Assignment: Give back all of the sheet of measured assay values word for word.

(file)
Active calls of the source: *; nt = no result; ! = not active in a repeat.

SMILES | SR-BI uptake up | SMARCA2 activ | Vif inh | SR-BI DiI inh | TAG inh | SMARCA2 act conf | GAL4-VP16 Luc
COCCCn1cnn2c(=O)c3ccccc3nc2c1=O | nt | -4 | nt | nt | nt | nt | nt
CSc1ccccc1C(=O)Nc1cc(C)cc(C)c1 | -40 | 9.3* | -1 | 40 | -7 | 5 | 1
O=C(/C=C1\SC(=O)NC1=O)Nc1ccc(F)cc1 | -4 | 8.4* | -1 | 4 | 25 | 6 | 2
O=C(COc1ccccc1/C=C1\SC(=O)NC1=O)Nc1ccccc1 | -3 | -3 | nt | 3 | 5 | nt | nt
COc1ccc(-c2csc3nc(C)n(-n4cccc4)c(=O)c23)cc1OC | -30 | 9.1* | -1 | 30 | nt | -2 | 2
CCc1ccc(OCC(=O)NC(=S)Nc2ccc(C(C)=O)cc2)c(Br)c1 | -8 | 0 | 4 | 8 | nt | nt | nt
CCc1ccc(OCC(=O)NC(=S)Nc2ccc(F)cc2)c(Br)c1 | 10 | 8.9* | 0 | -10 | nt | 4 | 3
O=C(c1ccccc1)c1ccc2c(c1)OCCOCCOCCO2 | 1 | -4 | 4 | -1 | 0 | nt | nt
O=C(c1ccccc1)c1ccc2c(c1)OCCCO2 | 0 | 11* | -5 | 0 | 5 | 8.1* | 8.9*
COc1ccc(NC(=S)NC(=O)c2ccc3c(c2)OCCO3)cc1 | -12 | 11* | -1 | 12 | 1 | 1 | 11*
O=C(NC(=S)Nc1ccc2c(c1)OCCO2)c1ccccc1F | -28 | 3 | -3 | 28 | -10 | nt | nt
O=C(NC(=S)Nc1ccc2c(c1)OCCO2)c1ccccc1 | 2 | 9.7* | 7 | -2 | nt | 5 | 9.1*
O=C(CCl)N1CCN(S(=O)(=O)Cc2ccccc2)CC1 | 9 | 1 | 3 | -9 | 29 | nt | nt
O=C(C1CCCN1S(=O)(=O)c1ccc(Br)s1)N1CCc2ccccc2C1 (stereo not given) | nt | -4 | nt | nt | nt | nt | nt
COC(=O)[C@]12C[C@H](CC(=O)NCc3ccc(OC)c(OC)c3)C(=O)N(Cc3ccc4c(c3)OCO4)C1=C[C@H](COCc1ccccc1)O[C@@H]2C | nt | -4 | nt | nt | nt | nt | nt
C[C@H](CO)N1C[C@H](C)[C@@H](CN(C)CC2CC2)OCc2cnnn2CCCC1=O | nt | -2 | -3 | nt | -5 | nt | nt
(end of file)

Active calls of the source: *; nt = no result; ! = not active in a repeat.

SMILES | SR-BI uptake up | SMARCA2 activ | Vif inh | SR-BI DiI inh | TAG inh | SMARCA2 act conf | GAL4-VP16 Luc
COCCCn1cnn2c(=O)c3ccccc3nc2c1=O | nt | -4 | nt | nt | nt | nt | nt
CSc1ccccc1C(=O)Nc1cc(C)cc(C)c1 | -40 | 9.3* | -1 | 40 | -7 | 5 | 1
O=C(/C=C1\SC(=O)NC1=O)Nc1ccc(F)cc1 | -4 | 8.4* | -1 | 4 | 25 | 6 | 2
O=C(COc1ccccc1/C=C1\SC(=O)NC1=O)Nc1ccccc1 | -3 | -3 | nt | 3 | 5 | nt | nt
COc1ccc(-c2csc3nc(C)n(-n4cccc4)c(=O)c23)cc1OC | -30 | 9.1* | -1 | 30 | nt | -2 | 2
CCc1ccc(OCC(=O)NC(=S)Nc2ccc(C(C)=O)cc2)c(Br)c1 | -8 | 0 | 4 | 8 | nt | nt | nt
CCc1ccc(OCC(=O)NC(=S)Nc2ccc(F)cc2)c(Br)c1 | 10 | 8.9* | 0 | -10 | nt | 4 | 3
O=C(c1ccccc1)c1ccc2c(c1)OCCOCCOCCO2 | 1 | -4 | 4 | -1 | 0 | nt | nt
O=C(c1ccccc1)c1ccc2c(c1)OCCCO2 | 0 | 11* | -5 | 0 | 5 | 8.1* | 8.9*
COc1ccc(NC(=S)NC(=O)c2ccc3c(c2)OCCO3)cc1 | -12 | 11* | -1 | 12 | 1 | 1 | 11*
O=C(NC(=S)Nc1ccc2c(c1)OCCO2)c1ccccc1F | -28 | 3 | -3 | 28 | -10 | nt | nt
O=C(NC(=S)Nc1ccc2c(c1)OCCO2)c1ccccc1 | 2 | 9.7* | 7 | -2 | nt | 5 | 9.1*
O=C(CCl)N1CCN(S(=O)(=O)Cc2ccccc2)CC1 | 9 | 1 | 3 | -9 | 29 | nt | nt
O=C(C1CCCN1S(=O)(=O)c1ccc(Br)s1)N1CCc2ccccc2C1 (stereo not given) | nt | -4 | nt | nt | nt | nt | nt
COC(=O)[C@]12C[C@H](CC(=O)NCc3ccc(OC)c(OC)c3)C(=O)N(Cc3ccc4c(c3)OCO4)C1=C[C@H](COCc1ccccc1)O[C@@H]2C | nt | -4 | nt | nt | nt | nt | nt
C[C@H](CO)N1C[C@H](C)[C@@H](CN(C)CC2CC2)OCc2cnnn2CCCC1=O | nt | -2 | -3 | nt | -5 | nt | nt